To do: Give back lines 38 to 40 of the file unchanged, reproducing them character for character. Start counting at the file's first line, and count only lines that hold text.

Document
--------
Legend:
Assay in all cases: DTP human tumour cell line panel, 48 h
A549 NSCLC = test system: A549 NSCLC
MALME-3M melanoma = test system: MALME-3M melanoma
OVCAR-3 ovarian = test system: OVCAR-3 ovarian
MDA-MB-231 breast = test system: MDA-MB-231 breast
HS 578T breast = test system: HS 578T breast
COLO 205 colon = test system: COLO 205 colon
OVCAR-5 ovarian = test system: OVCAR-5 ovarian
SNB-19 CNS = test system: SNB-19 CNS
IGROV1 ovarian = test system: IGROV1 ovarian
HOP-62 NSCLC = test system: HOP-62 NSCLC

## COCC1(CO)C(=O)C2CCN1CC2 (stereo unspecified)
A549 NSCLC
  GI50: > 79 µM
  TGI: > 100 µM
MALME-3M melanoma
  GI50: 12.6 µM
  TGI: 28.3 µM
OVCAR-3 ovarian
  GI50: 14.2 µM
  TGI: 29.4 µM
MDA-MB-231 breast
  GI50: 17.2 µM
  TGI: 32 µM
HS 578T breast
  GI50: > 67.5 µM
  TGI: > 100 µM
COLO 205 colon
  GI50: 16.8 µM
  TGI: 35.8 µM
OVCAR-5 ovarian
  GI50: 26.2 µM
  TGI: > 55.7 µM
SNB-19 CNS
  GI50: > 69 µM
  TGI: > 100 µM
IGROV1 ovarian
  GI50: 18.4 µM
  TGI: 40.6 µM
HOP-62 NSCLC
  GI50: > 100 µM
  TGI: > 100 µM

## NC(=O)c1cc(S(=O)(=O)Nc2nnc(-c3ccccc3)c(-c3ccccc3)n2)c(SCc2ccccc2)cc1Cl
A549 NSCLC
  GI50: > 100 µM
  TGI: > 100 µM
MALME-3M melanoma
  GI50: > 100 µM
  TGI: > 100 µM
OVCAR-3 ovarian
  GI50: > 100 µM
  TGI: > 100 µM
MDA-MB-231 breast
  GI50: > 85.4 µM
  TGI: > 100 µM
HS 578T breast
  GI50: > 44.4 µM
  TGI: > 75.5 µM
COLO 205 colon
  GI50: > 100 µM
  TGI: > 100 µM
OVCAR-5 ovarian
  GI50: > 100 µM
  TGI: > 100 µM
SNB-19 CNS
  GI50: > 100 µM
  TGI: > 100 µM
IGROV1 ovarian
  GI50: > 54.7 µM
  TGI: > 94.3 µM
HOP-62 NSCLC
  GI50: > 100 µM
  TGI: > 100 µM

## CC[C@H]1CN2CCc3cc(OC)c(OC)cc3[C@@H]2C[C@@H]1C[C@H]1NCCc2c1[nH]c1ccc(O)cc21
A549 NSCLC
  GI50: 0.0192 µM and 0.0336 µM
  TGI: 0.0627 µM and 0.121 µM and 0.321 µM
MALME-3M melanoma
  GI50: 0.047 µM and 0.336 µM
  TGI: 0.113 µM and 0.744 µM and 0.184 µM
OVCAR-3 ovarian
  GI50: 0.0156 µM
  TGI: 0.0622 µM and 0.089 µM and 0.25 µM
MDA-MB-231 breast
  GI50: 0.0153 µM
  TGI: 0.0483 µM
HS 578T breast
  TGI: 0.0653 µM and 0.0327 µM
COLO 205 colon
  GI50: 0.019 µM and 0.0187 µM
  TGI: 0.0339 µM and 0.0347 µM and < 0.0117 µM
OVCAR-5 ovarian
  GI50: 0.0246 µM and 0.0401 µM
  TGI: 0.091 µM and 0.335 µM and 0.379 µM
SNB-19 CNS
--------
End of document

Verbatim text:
IGROV1 ovarian
  GI50: 18.4 µM
  TGI: 40.6 µM